OC Chief Health Officer Resigns

June 9, 2020 Updated: June 9, 2020

SANTA ANA, Calif. (CNS)—Orange County’s chief health officer, Dr. Nichole Quick, resigned on June 8 after drawing criticism from residents for her order last month to require face coverings as the county allowed some businesses to reopen.

Quick was receiving heightened security due to threats stemming from her the mask order. Protesters brought a poster with Quick’s photo on it with a Hitler mustache on her face and swastikas to a Board of Supervisors meeting.

Supervisor Doug Chaffee said Quick resigned apparently because “it was too much for her. She has three young children and she’s been severely criticized by people who came out demanding her resignation, demonstrations in front of her home.”

He added, “She’s done her best to give her medical opinion and it’s not popular so she has resigned.”

Quick’s resignation was the second major and abrupt departure in Orange County since the pandemic began. David Souleles decided to retire in April as deputy agency director of public health services.

The plan is to have the Health Care Agency Director Dr. Clayton Chau also serve as the chief health officer as well, so the county can issue health orders required by the state to reopen businesses and activities such as bars, day camps, community pools, hotels, and youth sports.

Chaffee was not sure what would happen with Quick’s mask order. Chau has defended it, explaining it is required when residents cannot maintain 6 feet of social distancing.

Chaffee noted that for all the residents who show up at board of supervisors meetings to complain about the mask order, officials have received a great deal of expressions of support for it.

“The email is 10-to-1 to keep it,” Chaffee said. “They’re afraid to show up [at board  meetings] because of the confrontation it will entail.”

Chaffee said he would “stand by whatever the medical opinion is” going forward.

Quick said she would reconsider the mask order in three weeks, “and we’re at day 9 or 10,” Chaffee said.

Quick said she issued the order because she was concerned about an increase in COVID-19 cases, as residents would be interacting more as stay-at-home orders were relaxed.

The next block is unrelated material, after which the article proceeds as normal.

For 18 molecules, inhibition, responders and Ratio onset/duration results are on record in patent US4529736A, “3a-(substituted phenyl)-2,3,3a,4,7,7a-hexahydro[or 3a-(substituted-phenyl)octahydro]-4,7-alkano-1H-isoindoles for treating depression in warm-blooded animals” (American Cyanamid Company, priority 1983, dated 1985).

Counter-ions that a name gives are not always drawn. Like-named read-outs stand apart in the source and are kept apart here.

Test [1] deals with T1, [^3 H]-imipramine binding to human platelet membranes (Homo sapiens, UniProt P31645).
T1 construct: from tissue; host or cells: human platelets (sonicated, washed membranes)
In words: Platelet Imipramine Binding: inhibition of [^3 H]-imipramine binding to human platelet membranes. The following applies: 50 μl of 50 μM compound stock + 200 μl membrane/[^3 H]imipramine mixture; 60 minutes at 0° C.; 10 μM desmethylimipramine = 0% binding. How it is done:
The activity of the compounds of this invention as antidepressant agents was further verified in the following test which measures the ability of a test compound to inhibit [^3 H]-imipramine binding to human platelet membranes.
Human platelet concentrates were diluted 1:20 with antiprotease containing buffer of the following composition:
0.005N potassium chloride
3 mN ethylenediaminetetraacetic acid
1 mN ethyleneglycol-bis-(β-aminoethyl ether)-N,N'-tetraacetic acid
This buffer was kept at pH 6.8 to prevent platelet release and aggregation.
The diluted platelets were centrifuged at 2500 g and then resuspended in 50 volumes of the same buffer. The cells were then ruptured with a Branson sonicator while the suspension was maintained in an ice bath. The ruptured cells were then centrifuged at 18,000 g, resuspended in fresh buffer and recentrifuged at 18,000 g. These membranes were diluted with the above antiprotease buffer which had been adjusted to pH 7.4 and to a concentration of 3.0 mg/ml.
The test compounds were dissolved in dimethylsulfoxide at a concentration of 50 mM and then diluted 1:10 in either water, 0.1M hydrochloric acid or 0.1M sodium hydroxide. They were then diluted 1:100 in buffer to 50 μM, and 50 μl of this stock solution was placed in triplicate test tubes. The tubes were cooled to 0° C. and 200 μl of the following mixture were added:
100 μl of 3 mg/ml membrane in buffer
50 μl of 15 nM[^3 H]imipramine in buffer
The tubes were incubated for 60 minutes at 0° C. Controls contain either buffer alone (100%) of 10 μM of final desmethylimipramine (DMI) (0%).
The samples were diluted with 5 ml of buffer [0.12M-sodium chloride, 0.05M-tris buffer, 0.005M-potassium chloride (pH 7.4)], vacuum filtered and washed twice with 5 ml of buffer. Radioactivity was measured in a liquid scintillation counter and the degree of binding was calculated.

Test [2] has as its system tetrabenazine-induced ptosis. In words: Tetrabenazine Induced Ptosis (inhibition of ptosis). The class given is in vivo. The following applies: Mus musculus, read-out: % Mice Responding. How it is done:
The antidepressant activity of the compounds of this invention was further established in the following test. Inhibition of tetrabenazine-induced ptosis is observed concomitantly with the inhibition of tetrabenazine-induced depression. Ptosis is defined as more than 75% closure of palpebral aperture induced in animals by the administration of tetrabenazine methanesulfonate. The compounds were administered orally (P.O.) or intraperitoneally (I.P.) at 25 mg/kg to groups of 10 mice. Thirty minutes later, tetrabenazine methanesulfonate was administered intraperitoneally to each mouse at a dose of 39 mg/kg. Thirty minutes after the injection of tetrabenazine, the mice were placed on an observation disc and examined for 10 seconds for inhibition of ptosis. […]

Earlier in June, Quick drew criticism from Supervisor Don Wagner, who questioned the need for face coverings as he said other parts of the state were backing away from those orders. Quick replied that Los Angeles and San Diego counties were requiring them.

“We are seeing an increase in community transmission,” Quick said at the June 2 board meeting. “I also think our hospitalization rates have been trending up.”

Quick said face coverings “can help prevent the transmission of COVID-19. There is evidence to support that, and I feel strongly we need a face-covering order in place as we continue to send people out into more social interactions.”

Wagner said some residents have complained of “public shaming” for not wearing a face covering, and have been denied service in “pharmacies and other places. Is that an appropriate response to your mask policy?”

Quick replied, “I absolutely think people should not be shamed if they have a medical reason for not wearing a mask.”

When Wagner asked her how much longer it needed to be in place, Quick said, “Like all things in COVID, we evaluate the data and evidence on a daily basis. … As long as we’re seeing increasing numbers in the county … I feel the need for a face-covering mandate.”

On June 8, Orange County health officials reported 113 new COVID-19 cases, bringing the county’s cumulative total to 7,527. The number of deaths remained unchanged at 177.

The number of hospitalized patients dipped from 297 on June 7 to 291 on June 8, with the number in intensive care rising from 129 to 135, according to the Orange County Health Care Agency.

Health officials say 85 of the deaths in the county involved residents of skilled nursing home facilities.

The number of people tested for COVID-19 in the county stands at 161,547, with 3,326 documented recoveries.